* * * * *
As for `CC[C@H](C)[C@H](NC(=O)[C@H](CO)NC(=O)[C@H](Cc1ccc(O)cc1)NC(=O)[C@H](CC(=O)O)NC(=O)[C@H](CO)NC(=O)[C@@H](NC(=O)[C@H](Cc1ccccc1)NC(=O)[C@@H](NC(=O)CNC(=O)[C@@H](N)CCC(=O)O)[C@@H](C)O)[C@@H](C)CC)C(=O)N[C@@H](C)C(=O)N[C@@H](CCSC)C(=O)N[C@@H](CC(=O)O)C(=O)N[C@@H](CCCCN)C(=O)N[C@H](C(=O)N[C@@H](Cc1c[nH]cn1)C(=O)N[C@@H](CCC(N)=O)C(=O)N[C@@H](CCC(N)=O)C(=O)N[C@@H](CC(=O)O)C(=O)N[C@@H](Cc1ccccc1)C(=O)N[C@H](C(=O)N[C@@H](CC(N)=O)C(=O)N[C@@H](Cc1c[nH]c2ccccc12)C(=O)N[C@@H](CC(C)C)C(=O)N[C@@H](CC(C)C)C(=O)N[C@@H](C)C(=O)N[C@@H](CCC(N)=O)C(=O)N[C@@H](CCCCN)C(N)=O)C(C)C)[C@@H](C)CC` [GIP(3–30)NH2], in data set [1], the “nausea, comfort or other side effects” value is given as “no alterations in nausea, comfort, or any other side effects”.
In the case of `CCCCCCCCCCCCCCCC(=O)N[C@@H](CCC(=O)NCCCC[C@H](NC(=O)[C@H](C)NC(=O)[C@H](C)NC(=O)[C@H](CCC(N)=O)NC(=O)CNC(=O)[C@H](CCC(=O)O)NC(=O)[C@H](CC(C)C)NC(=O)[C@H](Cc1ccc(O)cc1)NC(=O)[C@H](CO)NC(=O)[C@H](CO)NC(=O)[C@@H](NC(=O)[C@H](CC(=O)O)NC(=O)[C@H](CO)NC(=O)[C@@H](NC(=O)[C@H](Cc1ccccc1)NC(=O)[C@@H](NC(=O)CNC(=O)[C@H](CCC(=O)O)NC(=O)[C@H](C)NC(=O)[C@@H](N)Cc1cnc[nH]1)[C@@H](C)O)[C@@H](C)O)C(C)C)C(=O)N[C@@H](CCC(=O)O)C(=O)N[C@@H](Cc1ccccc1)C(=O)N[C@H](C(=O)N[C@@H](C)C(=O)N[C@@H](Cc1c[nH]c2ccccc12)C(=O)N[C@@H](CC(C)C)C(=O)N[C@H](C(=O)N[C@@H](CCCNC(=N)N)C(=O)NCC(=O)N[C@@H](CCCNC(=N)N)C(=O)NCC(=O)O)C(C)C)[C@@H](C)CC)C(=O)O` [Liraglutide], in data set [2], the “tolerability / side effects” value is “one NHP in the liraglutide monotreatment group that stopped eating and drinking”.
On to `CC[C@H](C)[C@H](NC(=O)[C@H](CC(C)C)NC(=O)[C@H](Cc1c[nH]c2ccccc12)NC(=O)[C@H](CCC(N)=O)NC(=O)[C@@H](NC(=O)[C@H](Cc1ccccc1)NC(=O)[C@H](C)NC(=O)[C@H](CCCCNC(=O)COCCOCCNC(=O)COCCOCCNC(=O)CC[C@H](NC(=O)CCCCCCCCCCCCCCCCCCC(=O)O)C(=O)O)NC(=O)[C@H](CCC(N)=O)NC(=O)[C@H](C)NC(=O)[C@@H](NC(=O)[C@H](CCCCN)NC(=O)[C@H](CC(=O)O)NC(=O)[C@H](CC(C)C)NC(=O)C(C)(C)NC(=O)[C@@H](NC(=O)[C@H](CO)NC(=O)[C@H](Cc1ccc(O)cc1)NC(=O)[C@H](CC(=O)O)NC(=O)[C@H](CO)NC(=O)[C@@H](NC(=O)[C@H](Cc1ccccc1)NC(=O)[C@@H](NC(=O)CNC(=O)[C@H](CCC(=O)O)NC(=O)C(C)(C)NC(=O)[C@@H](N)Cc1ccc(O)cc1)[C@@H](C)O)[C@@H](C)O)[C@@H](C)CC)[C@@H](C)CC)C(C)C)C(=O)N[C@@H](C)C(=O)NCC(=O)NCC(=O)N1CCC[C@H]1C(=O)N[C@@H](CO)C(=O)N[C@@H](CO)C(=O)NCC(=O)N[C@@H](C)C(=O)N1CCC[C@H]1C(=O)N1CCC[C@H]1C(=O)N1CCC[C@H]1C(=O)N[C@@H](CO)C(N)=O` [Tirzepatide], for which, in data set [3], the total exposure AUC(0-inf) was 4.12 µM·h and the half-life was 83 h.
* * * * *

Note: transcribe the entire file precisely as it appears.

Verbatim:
As for `CC[C@H](C)[C@H](NC(=O)[C@H](CO)NC(=O)[C@H](Cc1ccc(O)cc1)NC(=O)[C@H](CC(=O)O)NC(=O)[C@H](CO)NC(=O)[C@@H](NC(=O)[C@H](Cc1ccccc1)NC(=O)[C@@H](NC(=O)CNC(=O)[C@@H](N)CCC(=O)O)[C@@H](C)O)[C@@H](C)CC)C(=O)N[C@@H](C)C(=O)N[C@@H](CCSC)C(=O)N[C@@H](CC(=O)O)C(=O)N[C@@H](CCCCN)C(=O)N[C@H](C(=O)N[C@@H](Cc1c[nH]cn1)C(=O)N[C@@H](CCC(N)=O)C(=O)N[C@@H](CCC(N)=O)C(=O)N[C@@H](CC(=O)O)C(=O)N[C@@H](Cc1ccccc1)C(=O)N[C@H](C(=O)N[C@@H](CC(N)=O)C(=O)N[C@@H](Cc1c[nH]c2ccccc12)C(=O)N[C@@H](CC(C)C)C(=O)N[C@@H](CC(C)C)C(=O)N[C@@H](C)C(=O)N[C@@H](CCC(N)=O)C(=O)N[C@@H](CCCCN)C(N)=O)C(C)C)[C@@H](C)CC` [GIP(3–30)NH2], in data set [1], the “nausea, comfort or other side effects” value is given as “no alterations in nausea, comfort, or any other side effects”.
In the case of `CCCCCCCCCCCCCCCC(=O)N[C@@H](CCC(=O)NCCCC[C@H](NC(=O)[C@H](C)NC(=O)[C@H](C)NC(=O)[C@H](CCC(N)=O)NC(=O)CNC(=O)[C@H](CCC(=O)O)NC(=O)[C@H](CC(C)C)NC(=O)[C@H](Cc1ccc(O)cc1)NC(=O)[C@H](CO)NC(=O)[C@H](CO)NC(=O)[C@@H](NC(=O)[C@H](CC(=O)O)NC(=O)[C@H](CO)NC(=O)[C@@H](NC(=O)[C@H](Cc1ccccc1)NC(=O)[C@@H](NC(=O)CNC(=O)[C@H](CCC(=O)O)NC(=O)[C@H](C)NC(=O)[C@@H](N)Cc1cnc[nH]1)[C@@H](C)O)[C@@H](C)O)C(C)C)C(=O)N[C@@H](CCC(=O)O)C(=O)N[C@@H](Cc1ccccc1)C(=O)N[C@H](C(=O)N[C@@H](C)C(=O)N[C@@H](Cc1c[nH]c2ccccc12)C(=O)N[C@@H](CC(C)C)C(=O)N[C@H](C(=O)N[C@@H](CCCNC(=N)N)C(=O)NCC(=O)N[C@@H](CCCNC(=N)N)C(=O)NCC(=O)O)C(C)C)[C@@H](C)CC)C(=O)O` [Liraglutide], in data set [2], the “tolerability / side effects” value is “one NHP in the liraglutide monotreatment group that stopped eating and drinking”.
On to `CC[C@H](C)[C@H](NC(=O)[C@H](CC(C)C)NC(=O)[C@H](Cc1c[nH]c2ccccc12)NC(=O)[C@H](CCC(N)=O)NC(=O)[C@@H](NC(=O)[C@H](Cc1ccccc1)NC(=O)[C@H](C)NC(=O)[C@H](CCCCNC(=O)COCCOCCNC(=O)COCCOCCNC(=O)CC[C@H](NC(=O)CCCCCCCCCCCCCCCCCCC(=O)O)C(=O)O)NC(=O)[C@H](CCC(N)=O)NC(=O)[C@H](C)NC(=O)[C@@H](NC(=O)[C@H](CCCCN)NC(=O)[C@H](CC(=O)O)NC(=O)[C@H](CC(C)C)NC(=O)C(C)(C)NC(=O)[C@@H](NC(=O)[C@H](CO)NC(=O)[C@H](Cc1ccc(O)cc1)NC(=O)[C@H](CC(=O)O)NC(=O)[C@H](CO)NC(=O)[C@@H](NC(=O)[C@H](Cc1ccccc1)NC(=O)[C@@H](NC(=O)CNC(=O)[C@H](CCC(=O)O)NC(=O)C(C)(C)NC(=O)[C@@H](N)Cc1ccc(O)cc1)[C@@H](C)O)[C@@H](C)O)[C@@H](C)CC)[C@@H](C)CC)C(C)C)C(=O)N[C@@H](C)C(=O)NCC(=O)NCC(=O)N1CCC[C@H]1C(=O)N[C@@H](CO)C(=O)N[C@@H](CO)C(=O)NCC(=O)N[C@@H](C)C(=O)N1CCC[C@H]1C(=O)N1CCC[C@H]1C(=O)N1CCC[C@H]1C(=O)N[C@@H](CO)C(N)=O` [Tirzepatide], for which, in data set [3], the total exposure AUC(0-inf) was 4.12 µM·h and the half-life was 83 h.